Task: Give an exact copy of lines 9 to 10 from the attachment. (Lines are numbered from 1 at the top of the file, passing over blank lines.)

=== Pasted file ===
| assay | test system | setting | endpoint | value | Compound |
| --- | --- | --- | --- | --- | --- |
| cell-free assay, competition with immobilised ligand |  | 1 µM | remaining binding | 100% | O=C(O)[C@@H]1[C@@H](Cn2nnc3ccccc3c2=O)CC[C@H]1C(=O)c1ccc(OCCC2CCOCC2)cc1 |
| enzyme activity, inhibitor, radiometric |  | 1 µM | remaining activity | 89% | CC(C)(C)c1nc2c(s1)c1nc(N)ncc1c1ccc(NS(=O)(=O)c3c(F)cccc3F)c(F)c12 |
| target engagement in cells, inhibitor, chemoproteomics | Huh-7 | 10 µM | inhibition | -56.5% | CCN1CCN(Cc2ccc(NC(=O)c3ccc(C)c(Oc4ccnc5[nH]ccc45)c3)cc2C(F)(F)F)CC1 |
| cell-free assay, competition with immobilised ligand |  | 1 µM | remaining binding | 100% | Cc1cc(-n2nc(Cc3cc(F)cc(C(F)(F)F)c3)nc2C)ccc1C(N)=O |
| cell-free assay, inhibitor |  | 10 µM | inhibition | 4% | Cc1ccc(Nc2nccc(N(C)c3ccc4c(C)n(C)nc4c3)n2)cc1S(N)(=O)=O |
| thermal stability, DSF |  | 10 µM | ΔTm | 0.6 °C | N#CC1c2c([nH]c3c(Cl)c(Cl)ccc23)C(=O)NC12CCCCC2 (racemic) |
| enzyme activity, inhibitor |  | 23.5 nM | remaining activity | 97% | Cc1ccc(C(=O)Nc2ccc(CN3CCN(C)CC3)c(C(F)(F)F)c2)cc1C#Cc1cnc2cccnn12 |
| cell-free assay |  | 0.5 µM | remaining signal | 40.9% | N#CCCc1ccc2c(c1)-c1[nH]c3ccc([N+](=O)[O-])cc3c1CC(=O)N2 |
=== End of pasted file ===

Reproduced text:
| enzyme activity, inhibitor |  | 23.5 nM | remaining activity | 97% | Cc1ccc(C(=O)Nc2ccc(CN3CCN(C)CC3)c(C(F)(F)F)c2)cc1C#Cc1cnc2cccnn12 |
| cell-free assay |  | 0.5 µM | remaining signal | 40.9% | N#CCCc1ccc2c(c1)-c1[nH]c3ccc([N+](=O)[O-])cc3c1CC(=O)N2 |